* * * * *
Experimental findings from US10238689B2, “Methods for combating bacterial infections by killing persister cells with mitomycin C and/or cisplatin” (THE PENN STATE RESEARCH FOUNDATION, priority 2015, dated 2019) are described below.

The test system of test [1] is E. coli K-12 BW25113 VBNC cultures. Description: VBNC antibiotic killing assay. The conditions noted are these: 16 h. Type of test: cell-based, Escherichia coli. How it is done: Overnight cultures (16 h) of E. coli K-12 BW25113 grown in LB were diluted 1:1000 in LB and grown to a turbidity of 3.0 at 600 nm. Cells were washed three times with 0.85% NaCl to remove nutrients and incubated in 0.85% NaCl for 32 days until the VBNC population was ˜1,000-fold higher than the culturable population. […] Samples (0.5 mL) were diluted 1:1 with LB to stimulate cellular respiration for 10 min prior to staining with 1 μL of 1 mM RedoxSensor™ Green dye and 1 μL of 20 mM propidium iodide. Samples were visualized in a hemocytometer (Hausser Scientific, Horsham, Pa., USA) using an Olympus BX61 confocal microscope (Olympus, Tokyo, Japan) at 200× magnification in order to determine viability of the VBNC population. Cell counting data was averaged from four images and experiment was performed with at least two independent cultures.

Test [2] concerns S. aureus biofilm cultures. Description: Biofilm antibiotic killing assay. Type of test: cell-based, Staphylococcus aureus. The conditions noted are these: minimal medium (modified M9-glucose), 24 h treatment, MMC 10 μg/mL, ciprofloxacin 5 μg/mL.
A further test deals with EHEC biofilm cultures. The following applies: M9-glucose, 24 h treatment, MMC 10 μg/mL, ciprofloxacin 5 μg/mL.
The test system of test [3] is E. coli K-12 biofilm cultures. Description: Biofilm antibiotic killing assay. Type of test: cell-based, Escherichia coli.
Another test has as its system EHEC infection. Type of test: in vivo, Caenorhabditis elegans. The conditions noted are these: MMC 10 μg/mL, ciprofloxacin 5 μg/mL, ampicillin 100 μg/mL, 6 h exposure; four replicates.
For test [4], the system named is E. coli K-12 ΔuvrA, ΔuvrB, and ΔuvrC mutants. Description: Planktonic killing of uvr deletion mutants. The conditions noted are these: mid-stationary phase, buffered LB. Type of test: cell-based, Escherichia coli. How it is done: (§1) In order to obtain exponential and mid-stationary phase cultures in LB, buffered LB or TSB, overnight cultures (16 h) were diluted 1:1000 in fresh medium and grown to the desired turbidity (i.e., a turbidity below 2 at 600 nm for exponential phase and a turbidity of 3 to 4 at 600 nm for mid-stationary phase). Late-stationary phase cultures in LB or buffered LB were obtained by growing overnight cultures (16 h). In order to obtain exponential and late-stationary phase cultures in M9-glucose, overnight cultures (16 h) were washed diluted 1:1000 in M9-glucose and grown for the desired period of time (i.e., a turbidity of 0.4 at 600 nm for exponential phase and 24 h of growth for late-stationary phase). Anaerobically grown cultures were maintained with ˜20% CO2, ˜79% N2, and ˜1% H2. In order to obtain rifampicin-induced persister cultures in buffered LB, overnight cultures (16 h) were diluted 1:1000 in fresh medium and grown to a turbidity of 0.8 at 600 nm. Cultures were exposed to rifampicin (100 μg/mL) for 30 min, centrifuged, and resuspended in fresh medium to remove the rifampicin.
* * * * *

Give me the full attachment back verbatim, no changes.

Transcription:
Experimental findings from US10238689B2, “Methods for combating bacterial infections by killing persister cells with mitomycin C and/or cisplatin” (THE PENN STATE RESEARCH FOUNDATION, priority 2015, dated 2019) are described below.

The test system of test [1] is E. coli K-12 BW25113 VBNC cultures. Description: VBNC antibiotic killing assay. The conditions noted are these: 16 h. Type of test: cell-based, Escherichia coli. How it is done: Overnight cultures (16 h) of E. coli K-12 BW25113 grown in LB were diluted 1:1000 in LB and grown to a turbidity of 3.0 at 600 nm. Cells were washed three times with 0.85% NaCl to remove nutrients and incubated in 0.85% NaCl for 32 days until the VBNC population was ˜1,000-fold higher than the culturable population. […] Samples (0.5 mL) were diluted 1:1 with LB to stimulate cellular respiration for 10 min prior to staining with 1 μL of 1 mM RedoxSensor™ Green dye and 1 μL of 20 mM propidium iodide. Samples were visualized in a hemocytometer (Hausser Scientific, Horsham, Pa., USA) using an Olympus BX61 confocal microscope (Olympus, Tokyo, Japan) at 200× magnification in order to determine viability of the VBNC population. Cell counting data was averaged from four images and experiment was performed with at least two independent cultures.

Test [2] concerns S. aureus biofilm cultures. Description: Biofilm antibiotic killing assay. Type of test: cell-based, Staphylococcus aureus. The conditions noted are these: minimal medium (modified M9-glucose), 24 h treatment, MMC 10 μg/mL, ciprofloxacin 5 μg/mL.
A further test deals with EHEC biofilm cultures. The following applies: M9-glucose, 24 h treatment, MMC 10 μg/mL, ciprofloxacin 5 μg/mL.
The test system of test [3] is E. coli K-12 biofilm cultures. Description: Biofilm antibiotic killing assay. Type of test: cell-based, Escherichia coli.
Another test has as its system EHEC infection. Type of test: in vivo, Caenorhabditis elegans. The conditions noted are these: MMC 10 μg/mL, ciprofloxacin 5 μg/mL, ampicillin 100 μg/mL, 6 h exposure; four replicates.
For test [4], the system named is E. coli K-12 ΔuvrA, ΔuvrB, and ΔuvrC mutants. Description: Planktonic killing of uvr deletion mutants. The conditions noted are these: mid-stationary phase, buffered LB. Type of test: cell-based, Escherichia coli. How it is done: (§1) In order to obtain exponential and mid-stationary phase cultures in LB, buffered LB or TSB, overnight cultures (16 h) were diluted 1:1000 in fresh medium and grown to the desired turbidity (i.e., a turbidity below 2 at 600 nm for exponential phase and a turbidity of 3 to 4 at 600 nm for mid-stationary phase). Late-stationary phase cultures in LB or buffered LB were obtained by growing overnight cultures (16 h). In order to obtain exponential and late-stationary phase cultures in M9-glucose, overnight cultures (16 h) were washed diluted 1:1000 in M9-glucose and grown for the desired period of time (i.e., a turbidity of 0.4 at 600 nm for exponential phase and 24 h of growth for late-stationary phase). Anaerobically grown cultures were maintained with ˜20% CO2, ˜79% N2, and ˜1% H2. In order to obtain rifampicin-induced persister cultures in buffered LB, overnight cultures (16 h) were diluted 1:1000 in fresh medium and grown to a turbidity of 0.8 at 600 nm. Cultures were exposed to rifampicin (100 μg/mL) for 30 min, centrifuged, and resuspended in fresh medium to remove the rifampicin.